In today’s NBA, the league is undeniably dominated by big men.
The last five MVPs went to Giannis Antetokounmpo (two), Nikola Jokic (two) and Joel Embiid. Rookies Victor Wembanyama and Chet Holmgren stand at a towering 7-foot-4 and 7-foot-1 respectively, and both are starting to make their mark in the NBA.
As the league embraces this new era filled with giants, it is awesome to see the two sub-6-foot guys match up against each other: New Orleans’ Jose Alvarado and Minnesota’s Jordan McLaughlin.
Alvarado and McLaughlin, who are both listed as 5-foot-11 without shoes, have each carved out a role on their squad. The two provide different valuable skills off the bench, and they have been vital pieces to their team’s success.
Alvarado impacts the game on the defensive end by suffocating and pestering ball-handlers. He also comes up with his signature blindside steals, which earned him the nickname Grand Theft Alvarado (GTA). McLaughlin, on the other hand, is a crafty playmaker who sets up the Wolves' offense off the bench and serves as a reliable backup for Mike Conley.
In a league where there are 34 players who are 7-feet or taller this season alone, Alvarado and McLaughlin remain outliers and part of a dying breed.
There are only 12 players who are listed at 6-feet or below in the NBA this season, with the shortest being Markquis Nowell at 5-foot-7 and Jacob Gilyard at 5-foot-8. Together, they represent only 3% of the league population – which means small guards are largely going extinct in the NBA.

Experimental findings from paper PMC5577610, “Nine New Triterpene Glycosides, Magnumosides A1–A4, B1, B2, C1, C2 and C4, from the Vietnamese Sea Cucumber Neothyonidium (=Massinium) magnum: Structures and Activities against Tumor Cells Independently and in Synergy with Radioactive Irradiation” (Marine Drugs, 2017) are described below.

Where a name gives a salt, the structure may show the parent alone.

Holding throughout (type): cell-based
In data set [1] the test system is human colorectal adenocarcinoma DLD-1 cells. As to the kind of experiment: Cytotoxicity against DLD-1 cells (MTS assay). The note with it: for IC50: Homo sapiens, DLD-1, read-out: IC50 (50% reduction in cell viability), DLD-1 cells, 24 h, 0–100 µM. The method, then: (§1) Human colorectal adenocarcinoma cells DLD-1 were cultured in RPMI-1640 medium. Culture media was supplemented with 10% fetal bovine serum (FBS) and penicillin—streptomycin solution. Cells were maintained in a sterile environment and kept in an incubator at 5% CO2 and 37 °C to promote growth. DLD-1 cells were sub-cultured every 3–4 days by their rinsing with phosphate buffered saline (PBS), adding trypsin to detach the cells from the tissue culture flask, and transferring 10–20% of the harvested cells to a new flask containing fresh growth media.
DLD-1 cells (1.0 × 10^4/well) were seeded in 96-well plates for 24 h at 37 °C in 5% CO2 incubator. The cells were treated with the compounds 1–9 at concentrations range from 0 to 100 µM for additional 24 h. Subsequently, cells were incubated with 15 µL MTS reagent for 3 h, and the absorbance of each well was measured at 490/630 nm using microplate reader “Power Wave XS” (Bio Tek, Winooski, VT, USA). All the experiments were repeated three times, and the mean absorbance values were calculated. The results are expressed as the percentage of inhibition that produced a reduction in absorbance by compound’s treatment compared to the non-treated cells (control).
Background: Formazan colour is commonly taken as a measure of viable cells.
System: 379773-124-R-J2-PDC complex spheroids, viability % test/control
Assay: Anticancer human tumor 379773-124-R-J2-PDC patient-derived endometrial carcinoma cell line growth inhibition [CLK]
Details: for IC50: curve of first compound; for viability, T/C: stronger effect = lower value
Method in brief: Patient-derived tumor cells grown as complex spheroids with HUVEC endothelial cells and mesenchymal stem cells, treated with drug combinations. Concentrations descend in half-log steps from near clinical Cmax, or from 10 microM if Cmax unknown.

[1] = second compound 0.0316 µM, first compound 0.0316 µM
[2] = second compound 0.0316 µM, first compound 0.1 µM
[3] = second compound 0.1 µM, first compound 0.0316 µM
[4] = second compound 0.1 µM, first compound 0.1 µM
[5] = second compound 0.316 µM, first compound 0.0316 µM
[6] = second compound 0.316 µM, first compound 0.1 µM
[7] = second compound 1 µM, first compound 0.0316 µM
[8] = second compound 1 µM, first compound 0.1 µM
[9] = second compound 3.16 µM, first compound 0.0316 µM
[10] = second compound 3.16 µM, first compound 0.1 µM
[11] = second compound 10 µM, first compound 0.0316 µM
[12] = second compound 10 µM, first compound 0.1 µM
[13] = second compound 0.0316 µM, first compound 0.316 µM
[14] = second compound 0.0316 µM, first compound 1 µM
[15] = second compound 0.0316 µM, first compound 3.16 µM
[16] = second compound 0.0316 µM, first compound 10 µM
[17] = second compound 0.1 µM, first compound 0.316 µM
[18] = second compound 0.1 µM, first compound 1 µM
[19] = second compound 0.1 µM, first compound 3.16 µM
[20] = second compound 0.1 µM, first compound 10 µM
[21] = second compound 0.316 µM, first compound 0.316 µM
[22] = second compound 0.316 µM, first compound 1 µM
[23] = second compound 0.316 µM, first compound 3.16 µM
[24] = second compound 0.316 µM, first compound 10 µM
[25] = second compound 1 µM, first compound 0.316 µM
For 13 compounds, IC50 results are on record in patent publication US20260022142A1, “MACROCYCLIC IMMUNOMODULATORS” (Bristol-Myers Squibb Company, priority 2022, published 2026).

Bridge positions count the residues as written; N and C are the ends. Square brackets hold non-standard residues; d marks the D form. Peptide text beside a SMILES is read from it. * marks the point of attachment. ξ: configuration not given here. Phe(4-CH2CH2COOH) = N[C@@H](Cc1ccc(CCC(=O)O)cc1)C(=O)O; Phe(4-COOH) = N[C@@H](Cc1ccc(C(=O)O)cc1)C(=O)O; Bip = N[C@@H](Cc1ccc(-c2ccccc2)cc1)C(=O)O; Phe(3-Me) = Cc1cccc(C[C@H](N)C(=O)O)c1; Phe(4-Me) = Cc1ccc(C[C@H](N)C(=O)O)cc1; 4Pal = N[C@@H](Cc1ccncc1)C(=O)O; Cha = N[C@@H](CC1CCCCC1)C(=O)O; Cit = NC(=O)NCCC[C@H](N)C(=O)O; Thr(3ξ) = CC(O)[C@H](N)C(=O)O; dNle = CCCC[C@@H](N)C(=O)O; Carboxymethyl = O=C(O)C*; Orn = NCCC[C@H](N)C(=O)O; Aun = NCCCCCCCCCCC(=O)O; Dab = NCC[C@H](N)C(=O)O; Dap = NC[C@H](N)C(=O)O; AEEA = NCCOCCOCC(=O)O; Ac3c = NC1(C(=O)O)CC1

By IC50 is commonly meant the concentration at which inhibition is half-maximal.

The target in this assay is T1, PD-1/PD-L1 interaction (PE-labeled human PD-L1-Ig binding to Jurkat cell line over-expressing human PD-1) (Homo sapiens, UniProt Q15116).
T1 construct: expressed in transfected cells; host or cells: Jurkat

Unless you’re an established point guard like Fred VanVleet, Kyle Lowry or Chris Paul, there has been little to no room for these shorter players on NBA rosters.
The current trend of positionless basketball and do-it-all forwards has certainly hurt these smaller guards. Whether it be less reliance on traditional point guards to set up an offense or getting hunted out for switches defensively, teams have been shifting away from said player prototypes. Even a former All-NBA teamer and super scorer like Isaiah Thomas was virtually driven out of the league mainly because of his unfortunate trait of getting exploited on defense due to his height.
Given this, it’s impressive how Alvarado and McLaughlin are staying in the league. This could be attributed to their specific skill-sets. Both guys show that short players still have a place in the NBA as long as they provide value and play a certain role effectively and efficiently. In a league where height is often equated to success, it’s refreshing to see two sub-6-foot players hold their own on the court.